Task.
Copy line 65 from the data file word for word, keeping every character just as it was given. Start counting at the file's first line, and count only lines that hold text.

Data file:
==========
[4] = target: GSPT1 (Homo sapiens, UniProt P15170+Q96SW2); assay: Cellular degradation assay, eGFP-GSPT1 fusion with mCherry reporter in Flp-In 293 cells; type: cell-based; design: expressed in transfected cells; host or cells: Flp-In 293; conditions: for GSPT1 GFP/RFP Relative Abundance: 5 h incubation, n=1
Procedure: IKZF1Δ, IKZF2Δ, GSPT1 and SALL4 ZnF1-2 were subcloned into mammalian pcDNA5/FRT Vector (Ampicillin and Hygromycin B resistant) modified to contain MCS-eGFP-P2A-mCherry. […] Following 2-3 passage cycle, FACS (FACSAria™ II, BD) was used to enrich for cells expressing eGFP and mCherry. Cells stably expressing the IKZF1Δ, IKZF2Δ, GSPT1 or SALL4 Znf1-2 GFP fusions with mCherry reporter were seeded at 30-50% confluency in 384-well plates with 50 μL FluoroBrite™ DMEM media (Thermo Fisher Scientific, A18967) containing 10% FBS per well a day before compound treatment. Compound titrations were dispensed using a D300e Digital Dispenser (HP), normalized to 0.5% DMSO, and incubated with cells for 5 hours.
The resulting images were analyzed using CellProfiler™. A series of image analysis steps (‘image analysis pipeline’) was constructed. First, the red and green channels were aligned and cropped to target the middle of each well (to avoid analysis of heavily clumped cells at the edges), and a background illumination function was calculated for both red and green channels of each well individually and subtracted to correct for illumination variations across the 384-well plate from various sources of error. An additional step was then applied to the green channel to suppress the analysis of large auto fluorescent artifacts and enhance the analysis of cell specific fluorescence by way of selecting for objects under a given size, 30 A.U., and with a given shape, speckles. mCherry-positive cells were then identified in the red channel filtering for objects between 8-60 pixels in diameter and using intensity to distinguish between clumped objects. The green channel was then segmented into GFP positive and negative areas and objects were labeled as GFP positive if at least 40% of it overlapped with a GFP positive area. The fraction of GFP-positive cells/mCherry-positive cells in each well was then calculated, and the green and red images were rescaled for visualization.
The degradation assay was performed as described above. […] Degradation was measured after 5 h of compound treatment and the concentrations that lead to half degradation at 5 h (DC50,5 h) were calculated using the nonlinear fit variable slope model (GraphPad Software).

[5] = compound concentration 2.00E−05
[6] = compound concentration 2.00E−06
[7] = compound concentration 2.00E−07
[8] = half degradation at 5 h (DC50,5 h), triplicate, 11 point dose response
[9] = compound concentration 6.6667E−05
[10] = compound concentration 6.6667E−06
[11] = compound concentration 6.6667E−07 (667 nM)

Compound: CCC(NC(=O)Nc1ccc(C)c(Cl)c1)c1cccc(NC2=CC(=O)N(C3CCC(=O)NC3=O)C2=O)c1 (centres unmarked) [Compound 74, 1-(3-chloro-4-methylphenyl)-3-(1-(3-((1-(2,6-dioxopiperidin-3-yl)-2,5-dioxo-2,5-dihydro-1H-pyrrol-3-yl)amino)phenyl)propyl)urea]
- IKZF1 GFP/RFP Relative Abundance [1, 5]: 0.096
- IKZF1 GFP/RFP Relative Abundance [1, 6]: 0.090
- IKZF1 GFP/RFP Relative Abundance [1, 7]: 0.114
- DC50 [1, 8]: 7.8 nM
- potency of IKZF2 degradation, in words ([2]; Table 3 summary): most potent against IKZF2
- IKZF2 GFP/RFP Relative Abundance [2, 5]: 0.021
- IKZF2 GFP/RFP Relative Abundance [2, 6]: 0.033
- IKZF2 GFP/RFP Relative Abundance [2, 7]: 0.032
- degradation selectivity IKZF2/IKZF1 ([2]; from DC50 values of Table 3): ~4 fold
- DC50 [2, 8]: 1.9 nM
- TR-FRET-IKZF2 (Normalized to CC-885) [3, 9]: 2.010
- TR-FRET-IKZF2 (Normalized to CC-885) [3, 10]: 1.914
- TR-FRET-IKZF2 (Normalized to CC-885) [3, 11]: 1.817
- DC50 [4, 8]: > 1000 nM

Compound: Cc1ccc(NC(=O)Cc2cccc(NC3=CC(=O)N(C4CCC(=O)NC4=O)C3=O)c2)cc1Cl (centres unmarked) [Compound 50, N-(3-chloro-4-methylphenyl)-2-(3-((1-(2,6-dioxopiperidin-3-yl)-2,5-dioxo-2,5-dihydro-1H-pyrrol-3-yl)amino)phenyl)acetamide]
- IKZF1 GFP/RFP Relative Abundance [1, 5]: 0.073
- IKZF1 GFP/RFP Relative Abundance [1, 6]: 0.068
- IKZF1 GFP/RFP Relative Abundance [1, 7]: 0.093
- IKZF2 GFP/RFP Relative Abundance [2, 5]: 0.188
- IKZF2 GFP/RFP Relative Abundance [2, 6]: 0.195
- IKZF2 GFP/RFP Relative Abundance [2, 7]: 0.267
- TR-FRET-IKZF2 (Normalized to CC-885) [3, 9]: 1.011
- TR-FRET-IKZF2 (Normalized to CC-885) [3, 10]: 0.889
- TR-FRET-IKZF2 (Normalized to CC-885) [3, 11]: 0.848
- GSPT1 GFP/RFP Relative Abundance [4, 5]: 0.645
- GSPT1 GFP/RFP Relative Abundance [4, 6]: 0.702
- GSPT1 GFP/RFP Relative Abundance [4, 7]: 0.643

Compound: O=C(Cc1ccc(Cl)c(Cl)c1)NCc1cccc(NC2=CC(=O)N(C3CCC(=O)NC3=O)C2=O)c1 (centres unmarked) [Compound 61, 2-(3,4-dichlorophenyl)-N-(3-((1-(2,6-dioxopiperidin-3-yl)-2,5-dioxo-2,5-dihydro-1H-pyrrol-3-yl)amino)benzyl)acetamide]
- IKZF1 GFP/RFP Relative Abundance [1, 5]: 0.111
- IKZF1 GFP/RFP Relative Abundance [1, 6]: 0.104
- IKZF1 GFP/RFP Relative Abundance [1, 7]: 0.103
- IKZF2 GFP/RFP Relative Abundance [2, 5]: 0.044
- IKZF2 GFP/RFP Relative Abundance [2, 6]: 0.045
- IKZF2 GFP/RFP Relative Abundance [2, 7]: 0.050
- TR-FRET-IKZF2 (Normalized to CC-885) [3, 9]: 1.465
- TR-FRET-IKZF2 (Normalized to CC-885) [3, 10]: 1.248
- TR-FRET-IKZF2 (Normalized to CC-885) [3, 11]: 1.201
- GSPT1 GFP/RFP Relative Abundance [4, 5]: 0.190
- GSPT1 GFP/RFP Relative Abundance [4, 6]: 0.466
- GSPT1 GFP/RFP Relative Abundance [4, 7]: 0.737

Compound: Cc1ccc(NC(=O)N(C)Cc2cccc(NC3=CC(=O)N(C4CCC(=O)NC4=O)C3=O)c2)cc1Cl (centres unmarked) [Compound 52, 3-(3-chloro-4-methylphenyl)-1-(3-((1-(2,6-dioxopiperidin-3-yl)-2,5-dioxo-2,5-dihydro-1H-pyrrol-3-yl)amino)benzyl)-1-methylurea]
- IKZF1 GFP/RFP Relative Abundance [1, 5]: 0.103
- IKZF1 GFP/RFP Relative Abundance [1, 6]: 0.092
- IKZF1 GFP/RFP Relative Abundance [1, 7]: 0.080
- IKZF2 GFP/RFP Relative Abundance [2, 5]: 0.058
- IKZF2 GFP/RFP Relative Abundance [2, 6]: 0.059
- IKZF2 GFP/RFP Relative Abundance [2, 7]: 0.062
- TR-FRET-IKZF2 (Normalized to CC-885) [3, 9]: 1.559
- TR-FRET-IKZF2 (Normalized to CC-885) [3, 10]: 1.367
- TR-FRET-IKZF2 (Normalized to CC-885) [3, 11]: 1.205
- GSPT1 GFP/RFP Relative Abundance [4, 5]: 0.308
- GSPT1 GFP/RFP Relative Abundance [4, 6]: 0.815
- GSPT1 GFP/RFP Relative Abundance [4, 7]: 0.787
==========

- GSPT1 GFP/RFP Relative Abundance [4, 7]: 0.787